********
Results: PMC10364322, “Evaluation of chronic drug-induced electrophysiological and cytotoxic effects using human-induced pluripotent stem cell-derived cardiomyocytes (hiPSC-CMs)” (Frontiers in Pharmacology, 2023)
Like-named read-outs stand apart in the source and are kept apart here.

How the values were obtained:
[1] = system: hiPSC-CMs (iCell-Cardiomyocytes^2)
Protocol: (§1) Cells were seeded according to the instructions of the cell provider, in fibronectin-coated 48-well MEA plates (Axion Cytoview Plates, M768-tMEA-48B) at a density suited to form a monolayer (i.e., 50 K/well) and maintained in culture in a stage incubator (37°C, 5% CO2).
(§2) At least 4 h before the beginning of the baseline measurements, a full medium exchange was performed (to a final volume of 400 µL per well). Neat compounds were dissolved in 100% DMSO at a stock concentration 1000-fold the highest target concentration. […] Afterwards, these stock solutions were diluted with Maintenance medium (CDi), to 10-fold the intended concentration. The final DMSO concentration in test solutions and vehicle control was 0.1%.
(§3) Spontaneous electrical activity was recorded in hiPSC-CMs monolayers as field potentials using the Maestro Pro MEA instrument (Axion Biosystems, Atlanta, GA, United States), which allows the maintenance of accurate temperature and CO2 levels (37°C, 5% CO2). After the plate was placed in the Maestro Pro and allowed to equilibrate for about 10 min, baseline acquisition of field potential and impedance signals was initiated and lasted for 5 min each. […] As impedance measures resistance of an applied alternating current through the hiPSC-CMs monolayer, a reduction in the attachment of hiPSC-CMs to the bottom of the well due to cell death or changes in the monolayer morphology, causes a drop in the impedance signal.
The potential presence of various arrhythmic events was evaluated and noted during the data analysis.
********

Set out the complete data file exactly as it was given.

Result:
Results: PMC10364322, “Evaluation of chronic drug-induced electrophysiological and cytotoxic effects using human-induced pluripotent stem cell-derived cardiomyocytes (hiPSC-CMs)” (Frontiers in Pharmacology, 2023)
Like-named read-outs stand apart in the source and are kept apart here.

How the values were obtained:
[1] = system: hiPSC-CMs (iCell-Cardiomyocytes^2)
Protocol: (§1) Cells were seeded according to the instructions of the cell provider, in fibronectin-coated 48-well MEA plates (Axion Cytoview Plates, M768-tMEA-48B) at a density suited to form a monolayer (i.e., 50 K/well) and maintained in culture in a stage incubator (37°C, 5% CO2).
(§2) At least 4 h before the beginning of the baseline measurements, a full medium exchange was performed (to a final volume of 400 µL per well). Neat compounds were dissolved in 100% DMSO at a stock concentration 1000-fold the highest target concentration. […] Afterwards, these stock solutions were diluted with Maintenance medium (CDi), to 10-fold the intended concentration. The final DMSO concentration in test solutions and vehicle control was 0.1%.
(§3) Spontaneous electrical activity was recorded in hiPSC-CMs monolayers as field potentials using the Maestro Pro MEA instrument (Axion Biosystems, Atlanta, GA, United States), which allows the maintenance of accurate temperature and CO2 levels (37°C, 5% CO2). After the plate was placed in the Maestro Pro and allowed to equilibrate for about 10 min, baseline acquisition of field potential and impedance signals was initiated and lasted for 5 min each. […] As impedance measures resistance of an applied alternating current through the hiPSC-CMs monolayer, a reduction in the attachment of hiPSC-CMs to the bottom of the well due to cell death or changes in the monolayer morphology, causes a drop in the impedance signal.
The potential presence of various arrhythmic events was evaluated and noted during the data analysis.